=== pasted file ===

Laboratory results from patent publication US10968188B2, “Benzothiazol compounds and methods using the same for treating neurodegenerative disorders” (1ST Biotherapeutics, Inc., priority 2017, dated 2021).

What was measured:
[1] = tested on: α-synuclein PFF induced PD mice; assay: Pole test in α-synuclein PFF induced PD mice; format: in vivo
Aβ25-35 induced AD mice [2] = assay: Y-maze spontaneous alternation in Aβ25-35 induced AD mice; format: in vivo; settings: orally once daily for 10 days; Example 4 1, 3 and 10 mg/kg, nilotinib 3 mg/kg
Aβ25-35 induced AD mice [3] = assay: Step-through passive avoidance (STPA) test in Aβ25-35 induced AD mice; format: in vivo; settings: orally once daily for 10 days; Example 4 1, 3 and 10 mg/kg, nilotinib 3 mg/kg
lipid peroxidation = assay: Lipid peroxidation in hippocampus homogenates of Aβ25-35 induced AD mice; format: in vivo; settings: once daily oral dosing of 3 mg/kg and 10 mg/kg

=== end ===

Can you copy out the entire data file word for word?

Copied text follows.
Laboratory results from patent publication US10968188B2, “Benzothiazol compounds and methods using the same for treating neurodegenerative disorders” (1ST Biotherapeutics, Inc., priority 2017, dated 2021).

What was measured:
[1] = tested on: α-synuclein PFF induced PD mice; assay: Pole test in α-synuclein PFF induced PD mice; format: in vivo
Aβ25-35 induced AD mice [2] = assay: Y-maze spontaneous alternation in Aβ25-35 induced AD mice; format: in vivo; settings: orally once daily for 10 days; Example 4 1, 3 and 10 mg/kg, nilotinib 3 mg/kg
Aβ25-35 induced AD mice [3] = assay: Step-through passive avoidance (STPA) test in Aβ25-35 induced AD mice; format: in vivo; settings: orally once daily for 10 days; Example 4 1, 3 and 10 mg/kg, nilotinib 3 mg/kg
lipid peroxidation = assay: Lipid peroxidation in hippocampus homogenates of Aβ25-35 induced AD mice; format: in vivo; settings: once daily oral dosing of 3 mg/kg and 10 mg/kg